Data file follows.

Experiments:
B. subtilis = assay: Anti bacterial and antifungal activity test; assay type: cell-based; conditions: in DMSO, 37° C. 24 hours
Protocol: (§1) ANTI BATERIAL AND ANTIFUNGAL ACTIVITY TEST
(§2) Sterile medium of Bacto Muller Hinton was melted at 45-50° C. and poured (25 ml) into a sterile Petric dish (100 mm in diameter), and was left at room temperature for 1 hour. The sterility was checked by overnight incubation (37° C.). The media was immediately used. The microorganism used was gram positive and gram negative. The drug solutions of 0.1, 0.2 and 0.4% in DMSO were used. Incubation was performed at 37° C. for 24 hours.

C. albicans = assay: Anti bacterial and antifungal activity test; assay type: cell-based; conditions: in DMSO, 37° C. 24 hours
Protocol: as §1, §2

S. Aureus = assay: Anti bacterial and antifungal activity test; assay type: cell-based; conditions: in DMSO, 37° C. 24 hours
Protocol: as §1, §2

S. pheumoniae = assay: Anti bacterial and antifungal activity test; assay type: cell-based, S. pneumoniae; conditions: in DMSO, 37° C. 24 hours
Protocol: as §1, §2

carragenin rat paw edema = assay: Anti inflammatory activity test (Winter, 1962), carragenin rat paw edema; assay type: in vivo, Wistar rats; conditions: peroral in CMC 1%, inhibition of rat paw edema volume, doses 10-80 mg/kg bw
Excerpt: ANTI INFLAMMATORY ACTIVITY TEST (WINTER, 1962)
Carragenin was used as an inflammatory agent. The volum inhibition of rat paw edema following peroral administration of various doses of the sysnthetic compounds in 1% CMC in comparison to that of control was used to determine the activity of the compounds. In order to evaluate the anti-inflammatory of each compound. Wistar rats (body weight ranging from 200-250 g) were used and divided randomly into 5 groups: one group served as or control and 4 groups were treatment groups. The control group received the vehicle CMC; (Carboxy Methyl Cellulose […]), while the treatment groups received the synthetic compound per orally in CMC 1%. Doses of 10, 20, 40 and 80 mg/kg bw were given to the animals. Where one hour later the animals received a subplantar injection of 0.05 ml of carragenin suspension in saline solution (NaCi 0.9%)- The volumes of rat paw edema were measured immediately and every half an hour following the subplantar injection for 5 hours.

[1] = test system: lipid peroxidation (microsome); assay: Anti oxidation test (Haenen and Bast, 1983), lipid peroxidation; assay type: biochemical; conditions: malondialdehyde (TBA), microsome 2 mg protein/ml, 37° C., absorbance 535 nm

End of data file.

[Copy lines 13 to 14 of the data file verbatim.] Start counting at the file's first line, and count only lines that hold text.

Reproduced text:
Carragenin was used as an inflammatory agent. The volum inhibition of rat paw edema following peroral administration of various doses of the sysnthetic compounds in 1% CMC in comparison to that of control was used to determine the activity of the compounds. In order to evaluate the anti-inflammatory of each compound. Wistar rats (body weight ranging from 200-250 g) were used and divided randomly into 5 groups: one group served as or control and 4 groups were treatment groups. The control group received the vehicle CMC; (Carboxy Methyl Cellulose […]), while the treatment groups received the synthetic compound per orally in CMC 1%. Doses of 10, 20, 40 and 80 mg/kg bw were given to the animals. Where one hour later the animals received a subplantar injection of 0.05 ml of carragenin suspension in saline solution (NaCi 0.9%)- The volumes of rat paw edema were measured immediately and every half an hour following the subplantar injection for 5 hours.

[1] = test system: lipid peroxidation (microsome); assay: Anti oxidation test (Haenen and Bast, 1983), lipid peroxidation; assay type: biochemical; conditions: malondialdehyde (TBA), microsome 2 mg protein/ml, 37° C., absorbance 535 nm